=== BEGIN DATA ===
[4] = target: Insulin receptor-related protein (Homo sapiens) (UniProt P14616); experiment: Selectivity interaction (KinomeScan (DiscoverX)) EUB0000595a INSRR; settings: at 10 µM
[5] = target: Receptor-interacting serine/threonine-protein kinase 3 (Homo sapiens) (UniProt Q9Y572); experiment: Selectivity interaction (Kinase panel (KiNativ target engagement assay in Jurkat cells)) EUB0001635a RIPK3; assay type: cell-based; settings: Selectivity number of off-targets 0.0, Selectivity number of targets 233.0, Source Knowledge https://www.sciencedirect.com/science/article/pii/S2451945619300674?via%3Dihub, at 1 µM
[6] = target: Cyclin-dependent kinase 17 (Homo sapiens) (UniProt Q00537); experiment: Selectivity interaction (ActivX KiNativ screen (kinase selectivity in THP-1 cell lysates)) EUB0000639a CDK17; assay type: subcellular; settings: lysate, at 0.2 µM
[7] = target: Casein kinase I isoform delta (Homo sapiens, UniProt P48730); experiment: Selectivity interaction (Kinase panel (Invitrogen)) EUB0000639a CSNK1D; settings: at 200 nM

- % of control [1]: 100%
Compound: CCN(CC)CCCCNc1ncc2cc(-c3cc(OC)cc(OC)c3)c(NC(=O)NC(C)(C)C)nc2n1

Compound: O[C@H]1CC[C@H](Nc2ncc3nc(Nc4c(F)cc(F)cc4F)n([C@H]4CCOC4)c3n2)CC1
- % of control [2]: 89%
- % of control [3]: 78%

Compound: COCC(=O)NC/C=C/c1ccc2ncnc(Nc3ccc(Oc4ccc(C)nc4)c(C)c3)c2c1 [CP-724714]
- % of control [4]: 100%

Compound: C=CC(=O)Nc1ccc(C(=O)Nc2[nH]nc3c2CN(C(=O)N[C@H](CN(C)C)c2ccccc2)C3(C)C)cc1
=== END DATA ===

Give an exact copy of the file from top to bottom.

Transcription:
[4] = target: Insulin receptor-related protein (Homo sapiens) (UniProt P14616); experiment: Selectivity interaction (KinomeScan (DiscoverX)) EUB0000595a INSRR; settings: at 10 µM
[5] = target: Receptor-interacting serine/threonine-protein kinase 3 (Homo sapiens) (UniProt Q9Y572); experiment: Selectivity interaction (Kinase panel (KiNativ target engagement assay in Jurkat cells)) EUB0001635a RIPK3; assay type: cell-based; settings: Selectivity number of off-targets 0.0, Selectivity number of targets 233.0, Source Knowledge https://www.sciencedirect.com/science/article/pii/S2451945619300674?via%3Dihub, at 1 µM
[6] = target: Cyclin-dependent kinase 17 (Homo sapiens) (UniProt Q00537); experiment: Selectivity interaction (ActivX KiNativ screen (kinase selectivity in THP-1 cell lysates)) EUB0000639a CDK17; assay type: subcellular; settings: lysate, at 0.2 µM
[7] = target: Casein kinase I isoform delta (Homo sapiens, UniProt P48730); experiment: Selectivity interaction (Kinase panel (Invitrogen)) EUB0000639a CSNK1D; settings: at 200 nM

- % of control [1]: 100%
Compound: CCN(CC)CCCCNc1ncc2cc(-c3cc(OC)cc(OC)c3)c(NC(=O)NC(C)(C)C)nc2n1

Compound: O[C@H]1CC[C@H](Nc2ncc3nc(Nc4c(F)cc(F)cc4F)n([C@H]4CCOC4)c3n2)CC1
- % of control [2]: 89%
- % of control [3]: 78%

Compound: COCC(=O)NC/C=C/c1ccc2ncnc(Nc3ccc(Oc4ccc(C)nc4)c(C)c3)c2c1 [CP-724714]
- % of control [4]: 100%

Compound: C=CC(=O)Nc1ccc(C(=O)Nc2[nH]nc3c2CN(C(=O)N[C@H](CN(C)C)c2ccccc2)C3(C)C)cc1